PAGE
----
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Glacier research exposes route that may have been used for southern migration

Glacier experts from the University of Northern British Columbia and The University of Manchester have discovered that the western margin of the Cordilleran ice sheet, that once covered western North America, including all of present-day British Columbia, retreated earlier than previously thought.

The early melting of the western ice margin exposed numerous islands that could have been used by early people migrating southwards. These findings, entitled Retreat of the western Cordilleran Ice Sheet margin during the last deglaciatio, were recently published in the journal, Geophysical Research Letters.

Dr. Christopher Darvill from the University of Manchester’s Department of Geography and a former UNBC post-doctoral fellow is the lead author on the paper. Another of the paper’s co-authors is UNBC Geography Professor Dr. Brian Menounos, a Canada Research Chair in Glacial Change. The research team also included scientists from Tulane University, the University of the Fraser Valley and Purdue University.

In addition to British Columbia, the Cordilleran ice sheet also covered parts of Yukon, Washington State and Alaska. Darvill and co-authors used surface exposure dating, a technique that can be used to determine how long quartz-bearing rock has been exposed to high energy particles from space. This procedure allowed the researchers to precisely date when glaciers last left British Columbia’s central coast.

“The route for the peopling of the Americas continues to be hotly debated,” said Menounos. “One hypothesis proposes that the First Americans originated from Asia and migrated south, down the British Columbia Coast sometime between 18 and 16 thousand years ago. This would require large tracts of the coast to be free of glacier ice. Our data and those from recent research clearly support an ice-free coast during that critical time window.”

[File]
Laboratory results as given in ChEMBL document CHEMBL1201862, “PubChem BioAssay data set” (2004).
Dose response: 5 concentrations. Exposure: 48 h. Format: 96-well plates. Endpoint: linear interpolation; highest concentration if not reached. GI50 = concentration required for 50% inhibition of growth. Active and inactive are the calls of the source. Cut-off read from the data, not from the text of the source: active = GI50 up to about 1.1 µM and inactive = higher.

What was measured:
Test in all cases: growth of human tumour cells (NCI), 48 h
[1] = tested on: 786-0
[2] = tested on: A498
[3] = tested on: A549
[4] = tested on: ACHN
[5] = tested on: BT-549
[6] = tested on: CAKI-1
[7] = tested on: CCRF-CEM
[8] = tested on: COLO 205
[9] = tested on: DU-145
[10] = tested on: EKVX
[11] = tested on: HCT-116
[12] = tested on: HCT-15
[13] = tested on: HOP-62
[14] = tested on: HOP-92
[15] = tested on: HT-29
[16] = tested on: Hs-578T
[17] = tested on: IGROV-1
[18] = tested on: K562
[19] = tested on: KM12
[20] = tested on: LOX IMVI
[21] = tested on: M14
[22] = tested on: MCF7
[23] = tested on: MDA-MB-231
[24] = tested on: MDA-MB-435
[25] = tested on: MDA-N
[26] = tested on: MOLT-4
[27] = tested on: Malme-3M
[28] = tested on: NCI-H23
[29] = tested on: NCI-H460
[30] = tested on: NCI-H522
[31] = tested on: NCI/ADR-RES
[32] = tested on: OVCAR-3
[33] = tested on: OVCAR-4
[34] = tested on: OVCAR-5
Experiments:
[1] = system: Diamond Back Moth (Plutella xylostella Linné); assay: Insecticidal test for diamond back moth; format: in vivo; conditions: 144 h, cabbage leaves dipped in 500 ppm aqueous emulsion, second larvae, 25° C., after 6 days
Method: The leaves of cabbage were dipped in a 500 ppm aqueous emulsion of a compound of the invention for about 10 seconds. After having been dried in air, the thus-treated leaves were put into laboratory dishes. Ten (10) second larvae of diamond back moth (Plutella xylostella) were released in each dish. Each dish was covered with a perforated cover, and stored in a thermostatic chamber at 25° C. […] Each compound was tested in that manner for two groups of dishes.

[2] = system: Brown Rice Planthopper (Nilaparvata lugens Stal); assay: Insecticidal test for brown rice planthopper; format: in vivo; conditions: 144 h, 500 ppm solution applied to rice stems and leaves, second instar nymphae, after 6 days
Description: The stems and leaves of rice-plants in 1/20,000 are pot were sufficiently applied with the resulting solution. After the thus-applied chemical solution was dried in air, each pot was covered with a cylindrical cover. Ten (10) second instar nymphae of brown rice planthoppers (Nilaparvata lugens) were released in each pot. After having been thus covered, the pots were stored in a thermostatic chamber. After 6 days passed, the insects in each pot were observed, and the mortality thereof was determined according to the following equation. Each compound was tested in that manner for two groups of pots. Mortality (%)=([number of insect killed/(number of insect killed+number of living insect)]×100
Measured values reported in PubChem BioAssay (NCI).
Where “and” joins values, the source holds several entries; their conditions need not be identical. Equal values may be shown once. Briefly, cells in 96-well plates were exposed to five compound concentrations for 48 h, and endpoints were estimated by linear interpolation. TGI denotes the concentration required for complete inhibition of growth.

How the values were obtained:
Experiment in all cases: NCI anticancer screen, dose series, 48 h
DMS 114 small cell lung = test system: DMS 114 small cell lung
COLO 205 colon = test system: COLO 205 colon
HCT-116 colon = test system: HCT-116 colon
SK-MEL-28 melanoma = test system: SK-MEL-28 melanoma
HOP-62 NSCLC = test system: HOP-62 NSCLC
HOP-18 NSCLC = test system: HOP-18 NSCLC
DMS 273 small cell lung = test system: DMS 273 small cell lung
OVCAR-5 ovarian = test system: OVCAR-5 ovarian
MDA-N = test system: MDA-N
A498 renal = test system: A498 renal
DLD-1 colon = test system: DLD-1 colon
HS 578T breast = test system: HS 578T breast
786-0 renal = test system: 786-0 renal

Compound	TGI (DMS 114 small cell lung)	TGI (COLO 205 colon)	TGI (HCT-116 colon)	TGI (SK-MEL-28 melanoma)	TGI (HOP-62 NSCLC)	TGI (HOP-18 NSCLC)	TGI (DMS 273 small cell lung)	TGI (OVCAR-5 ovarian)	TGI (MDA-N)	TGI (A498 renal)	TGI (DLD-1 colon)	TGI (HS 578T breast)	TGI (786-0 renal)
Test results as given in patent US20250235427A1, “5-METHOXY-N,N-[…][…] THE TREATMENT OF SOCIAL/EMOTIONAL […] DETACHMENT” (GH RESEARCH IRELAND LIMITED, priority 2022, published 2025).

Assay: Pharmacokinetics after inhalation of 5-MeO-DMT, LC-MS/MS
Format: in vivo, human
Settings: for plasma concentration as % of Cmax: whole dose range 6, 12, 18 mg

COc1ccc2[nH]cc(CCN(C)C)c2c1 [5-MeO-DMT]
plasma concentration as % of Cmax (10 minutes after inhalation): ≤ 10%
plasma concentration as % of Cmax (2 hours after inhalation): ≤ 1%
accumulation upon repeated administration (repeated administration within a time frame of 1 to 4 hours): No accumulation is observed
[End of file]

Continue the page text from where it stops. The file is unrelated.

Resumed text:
“Our work changes the model of when this ice sheet retreated in the past, improving our understanding of past climate change over western North America,” added Darvill. “The new findings add an exciting piece to the puzzle surrounding the colonization of the continent.”

Geophysical Research Letters journal is a prominent journal of the American Geophysical Union that rapidly publishes research on major advances in the earth and atmospheric sciences. Its target readership include the scientific community and the general public.

The research received funding from the Tula Foundation, Natural Sciences and Engineering Research Council of Canada Discovery program, Canada Research Chairs Program, and the Canada Foundation for Innovation.


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